Saturday, October 2, 2010

Keep America Broke

Last Wednesday I received a newsletter from Cathy McMorris Rodgers in which she tells us how upset she is that Congress adjourned without extending the Bush tax cuts set to expire on Dec 31.

The fact that Congress would adjourn without extending the tax cuts of 2001 and 2003 – putting America’s families and small businesses at risk of a $3.9 trillion tax increase over the next 10 years – and exacerbating the economic uncertainty already felt throughout the nation – is the height of irresponsibility and recklessness.”

Since we're on the topic of irresponsibility and recklessness, let's have a look at what the Center for Budget and Policy, using numbers from the Congressional Budget Office, had to say two years ago.

Just two policies dating from the Bush Administration — tax cuts and the wars in Iraq and Afghanistan — accounted for over $500 billion of the deficit in 2009 and will account for almost $7 trillion in deficits in 2009 through 2019, including the associated debt-service costs. These impacts easily dwarf the stimulus and financial rescues. Furthermore, unlike those temporary costs, these inherited policies (especially the tax cuts and the drug benefit) do not fade away as the economy recovers.

Without the economic downturn and the fiscal policies of the previous Administration, the budget would be roughly in balance over the next decade. That would have put the nation on a much sounder footing to address the demographic challenges and the cost pressures in health care that darken the long-run fiscal outlook.


Notice the huge contribution the Bush tax cuts make towards making the deficit worse. That's what our congresswoman is aiming for.

So who's being irresponsible and reckless?

2 comments:

Anonymous said...

It's so hard to know what causes these economic problems because they're so complex. I guess the war in Iraq/Afghanistan is super expensive, but who is to say it hasn't kept the USA safer, or led to improved living for folks in those countries. So I don't know if we would be better off one way or another regarding the war; and I think this is not knowable.

Also, wasn't it Clinton's mortgage policies, like forcing banks to create mortgage products for low income individuals, that led to the housing debacle? If the housing market hadn't spiraled up out of control, then crashed, I think we would be doing pretty well financially. So I guess what I'm asking is wouldn't the Bush tax cuts be a minimal issue if the housing crisis had not happened?

But then, maybe the tax cuts created enough free capital for people that they could get into bad mortgages which ultimately led to the housing crisis. Who can say...it seems to be all opinions without any verifiable facts.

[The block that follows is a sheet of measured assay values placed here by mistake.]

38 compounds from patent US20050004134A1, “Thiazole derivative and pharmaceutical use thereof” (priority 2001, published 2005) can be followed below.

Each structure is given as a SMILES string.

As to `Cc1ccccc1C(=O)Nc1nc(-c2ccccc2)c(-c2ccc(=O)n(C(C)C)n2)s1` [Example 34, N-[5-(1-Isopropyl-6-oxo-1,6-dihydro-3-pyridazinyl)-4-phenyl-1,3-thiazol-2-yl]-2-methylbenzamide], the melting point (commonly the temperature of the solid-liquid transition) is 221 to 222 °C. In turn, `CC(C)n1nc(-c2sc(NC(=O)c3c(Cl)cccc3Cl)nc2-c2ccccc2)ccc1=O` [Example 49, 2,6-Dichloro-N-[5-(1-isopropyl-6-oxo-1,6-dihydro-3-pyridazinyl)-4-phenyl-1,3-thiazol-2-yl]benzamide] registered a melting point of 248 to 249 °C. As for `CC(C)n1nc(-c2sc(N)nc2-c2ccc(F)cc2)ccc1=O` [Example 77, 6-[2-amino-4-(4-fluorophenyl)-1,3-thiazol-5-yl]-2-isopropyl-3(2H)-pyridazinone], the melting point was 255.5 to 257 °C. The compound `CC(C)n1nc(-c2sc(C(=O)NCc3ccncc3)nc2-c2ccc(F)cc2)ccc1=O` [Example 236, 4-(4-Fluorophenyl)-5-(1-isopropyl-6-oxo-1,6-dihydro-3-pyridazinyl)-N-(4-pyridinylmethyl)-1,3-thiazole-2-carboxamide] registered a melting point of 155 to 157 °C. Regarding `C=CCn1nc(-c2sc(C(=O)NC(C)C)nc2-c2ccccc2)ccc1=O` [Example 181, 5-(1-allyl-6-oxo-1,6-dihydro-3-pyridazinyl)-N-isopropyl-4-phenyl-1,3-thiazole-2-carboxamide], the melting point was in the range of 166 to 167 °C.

Hank said...

The economic issues are complex and to say that letting the tax cuts expire creates uncertainty and kills jobs is disingenuous. But there's no denying the effect the tax cuts have had on the deficit.

I find it very difficult to believe that after hundreds of thousands of deaths and millions being displaced, the people of Iraq are better off than before we invaded them for no reason. Yes, Saddam Hussein was a dictator and he committed atrocities, but other dictators--some worse--are left alone.

The history of Afghanistan is lost on us and we are paying the price of occupying that country just as all invaders before us have.

Democrats and Republicans in Congress share the blame over the years for chipping away at the regulations overseeing the banks and financial markets. The recent financial reform is a small step forward after taking five giant steps backward in today's mother-may-I game of political influence.

Caveat emptor is the name of the game when the government is not allowed to watch out for us. It's like buying tomatoes that are sealed in a paper bag. You can't see them, smell them or examine them. After buying them you find they are spoiled and you complain. The so-called free market currently being pursued by the Republicans would tell you that you need to be wiser in your purchases. And if you don't like that seller then switch to another. We're told that companies won't act in a manner that's detrimental to themselves and yet history--even recently--has proven that's not true. People in the financial markets knew they were dealing with crap, some to the point that they were actually betting on it and made tons of money as a result. To them the rest of us were suckers. Is that how you want your free market to work?